The first time I was called an “ατζαμή” was when at the age of seventeen I was introduced to a wall-eyed gum chewing girl at a Greek dance, whose sole vocabulary seemed to consist of the words: “I’m bored,” punctuated by a “so” interposed between the first and second words on occasion for emphasis. As she appeared to be rejoicing in her boredom and resplendent within it, I felt it would be a crime to disengage her from it by means of a conversation employing the rest of the words in the English language she was not privy to, and thus left her to rejoin my companions. As I walked away from her, I noticed a ruddy faced man, the girl’s father, shake his head with incredulity and exclaim: “Καλά, δεν ξέρει ούτε να μιλάει”; “Συγγνώμη,” I heard a distant uncle apologise. “Δεν ήξερα ότι ήταν τόσο ατζαμής.”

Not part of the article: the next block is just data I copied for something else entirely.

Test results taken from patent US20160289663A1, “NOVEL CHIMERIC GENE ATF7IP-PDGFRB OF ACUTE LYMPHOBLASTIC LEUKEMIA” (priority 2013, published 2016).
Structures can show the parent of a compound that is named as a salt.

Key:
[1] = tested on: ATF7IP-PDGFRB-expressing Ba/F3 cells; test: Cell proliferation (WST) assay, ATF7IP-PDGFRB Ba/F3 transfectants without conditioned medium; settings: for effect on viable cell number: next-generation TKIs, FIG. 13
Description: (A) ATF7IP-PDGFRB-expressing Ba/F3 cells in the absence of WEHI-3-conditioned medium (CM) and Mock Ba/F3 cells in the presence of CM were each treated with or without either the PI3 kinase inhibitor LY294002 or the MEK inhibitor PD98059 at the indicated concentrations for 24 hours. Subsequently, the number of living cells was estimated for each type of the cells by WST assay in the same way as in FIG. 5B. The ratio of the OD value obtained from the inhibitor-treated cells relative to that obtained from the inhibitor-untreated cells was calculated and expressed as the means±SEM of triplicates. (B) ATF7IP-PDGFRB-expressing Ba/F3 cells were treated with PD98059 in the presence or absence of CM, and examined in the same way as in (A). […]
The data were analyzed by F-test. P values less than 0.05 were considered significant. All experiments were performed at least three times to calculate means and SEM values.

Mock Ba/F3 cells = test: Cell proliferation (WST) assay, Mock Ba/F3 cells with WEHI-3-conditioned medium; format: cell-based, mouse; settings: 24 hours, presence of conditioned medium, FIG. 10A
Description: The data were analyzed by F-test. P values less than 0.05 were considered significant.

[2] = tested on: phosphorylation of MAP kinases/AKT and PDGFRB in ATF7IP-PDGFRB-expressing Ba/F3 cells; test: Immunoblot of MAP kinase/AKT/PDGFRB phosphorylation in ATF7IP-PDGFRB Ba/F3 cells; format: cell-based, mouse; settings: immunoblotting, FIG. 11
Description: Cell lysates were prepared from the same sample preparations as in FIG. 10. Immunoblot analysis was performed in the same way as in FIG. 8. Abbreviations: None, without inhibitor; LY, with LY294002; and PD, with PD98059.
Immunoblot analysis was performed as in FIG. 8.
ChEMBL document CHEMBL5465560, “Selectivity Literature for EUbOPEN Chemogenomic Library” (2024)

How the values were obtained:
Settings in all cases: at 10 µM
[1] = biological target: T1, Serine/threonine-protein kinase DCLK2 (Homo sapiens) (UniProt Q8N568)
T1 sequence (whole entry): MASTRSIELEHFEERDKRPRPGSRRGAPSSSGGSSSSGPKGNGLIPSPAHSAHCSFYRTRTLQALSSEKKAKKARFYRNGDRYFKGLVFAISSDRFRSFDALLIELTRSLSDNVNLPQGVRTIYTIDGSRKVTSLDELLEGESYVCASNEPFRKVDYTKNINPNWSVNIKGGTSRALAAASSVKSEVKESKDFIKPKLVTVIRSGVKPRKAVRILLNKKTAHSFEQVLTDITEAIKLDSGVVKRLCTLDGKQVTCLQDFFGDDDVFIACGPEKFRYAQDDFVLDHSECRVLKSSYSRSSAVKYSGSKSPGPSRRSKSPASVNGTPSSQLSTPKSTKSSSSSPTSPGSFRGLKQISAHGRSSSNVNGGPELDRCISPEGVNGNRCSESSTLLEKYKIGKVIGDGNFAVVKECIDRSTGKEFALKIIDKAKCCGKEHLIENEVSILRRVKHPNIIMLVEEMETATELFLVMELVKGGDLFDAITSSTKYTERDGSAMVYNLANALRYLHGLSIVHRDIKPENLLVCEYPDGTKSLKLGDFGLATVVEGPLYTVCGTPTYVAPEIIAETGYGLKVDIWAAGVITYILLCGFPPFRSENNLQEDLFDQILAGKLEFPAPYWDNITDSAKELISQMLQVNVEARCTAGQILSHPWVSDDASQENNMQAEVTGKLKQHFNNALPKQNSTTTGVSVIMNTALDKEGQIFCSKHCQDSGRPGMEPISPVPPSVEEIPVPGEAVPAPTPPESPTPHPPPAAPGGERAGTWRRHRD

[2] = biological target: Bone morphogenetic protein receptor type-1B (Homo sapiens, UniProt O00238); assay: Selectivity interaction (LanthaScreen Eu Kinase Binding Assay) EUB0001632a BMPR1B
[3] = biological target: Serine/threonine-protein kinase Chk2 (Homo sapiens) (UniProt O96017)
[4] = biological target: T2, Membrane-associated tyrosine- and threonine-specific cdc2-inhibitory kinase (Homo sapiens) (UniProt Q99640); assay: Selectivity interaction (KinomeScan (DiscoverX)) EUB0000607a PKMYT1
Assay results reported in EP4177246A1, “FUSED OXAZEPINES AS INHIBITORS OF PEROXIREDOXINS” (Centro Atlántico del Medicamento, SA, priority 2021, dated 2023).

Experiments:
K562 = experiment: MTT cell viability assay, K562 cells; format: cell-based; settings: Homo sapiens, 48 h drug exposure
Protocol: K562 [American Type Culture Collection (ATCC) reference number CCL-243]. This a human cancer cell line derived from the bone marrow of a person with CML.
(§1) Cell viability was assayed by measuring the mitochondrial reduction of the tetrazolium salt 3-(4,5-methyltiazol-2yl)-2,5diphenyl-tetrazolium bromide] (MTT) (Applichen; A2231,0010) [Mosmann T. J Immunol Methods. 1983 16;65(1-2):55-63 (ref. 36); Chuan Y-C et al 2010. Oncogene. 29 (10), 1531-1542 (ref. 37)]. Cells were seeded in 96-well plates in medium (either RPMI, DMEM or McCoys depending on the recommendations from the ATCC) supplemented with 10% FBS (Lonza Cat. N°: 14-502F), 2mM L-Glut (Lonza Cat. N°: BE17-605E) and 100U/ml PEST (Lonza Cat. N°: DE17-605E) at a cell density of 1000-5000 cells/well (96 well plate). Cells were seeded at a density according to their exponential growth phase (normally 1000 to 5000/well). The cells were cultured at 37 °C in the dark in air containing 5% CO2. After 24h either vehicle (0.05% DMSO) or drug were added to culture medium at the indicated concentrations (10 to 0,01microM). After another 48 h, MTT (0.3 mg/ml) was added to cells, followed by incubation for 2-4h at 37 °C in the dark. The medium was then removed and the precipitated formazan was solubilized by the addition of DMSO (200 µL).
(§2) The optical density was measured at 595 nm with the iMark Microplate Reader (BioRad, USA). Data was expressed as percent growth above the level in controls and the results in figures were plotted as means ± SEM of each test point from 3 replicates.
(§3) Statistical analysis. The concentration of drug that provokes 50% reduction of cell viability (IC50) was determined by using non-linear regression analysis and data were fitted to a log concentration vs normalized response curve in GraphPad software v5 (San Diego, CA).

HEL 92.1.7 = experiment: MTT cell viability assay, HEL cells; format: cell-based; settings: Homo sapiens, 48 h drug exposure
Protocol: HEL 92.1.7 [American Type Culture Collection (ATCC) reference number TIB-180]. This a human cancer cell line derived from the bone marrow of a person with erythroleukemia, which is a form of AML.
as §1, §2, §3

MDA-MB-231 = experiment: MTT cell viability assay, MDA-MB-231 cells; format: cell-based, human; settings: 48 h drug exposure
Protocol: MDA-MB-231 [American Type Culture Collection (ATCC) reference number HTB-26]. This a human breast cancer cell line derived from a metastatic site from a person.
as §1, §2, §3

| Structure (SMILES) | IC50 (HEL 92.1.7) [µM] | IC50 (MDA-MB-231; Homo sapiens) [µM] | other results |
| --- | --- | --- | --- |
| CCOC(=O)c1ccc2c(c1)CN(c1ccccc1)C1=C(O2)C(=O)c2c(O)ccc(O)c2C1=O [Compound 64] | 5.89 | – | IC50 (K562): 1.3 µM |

Generally though, in my household, the word ατζαμής was applied to the description of incompetent tradesmen, which accounts for my firm belief that the etymology of the term was derived from the negative prefix α- and the word for glass, for only an ατζαμή would be so incompetent as to construct windows, without the glass attached. As it turns out, however, the term has deeper and more historical roots.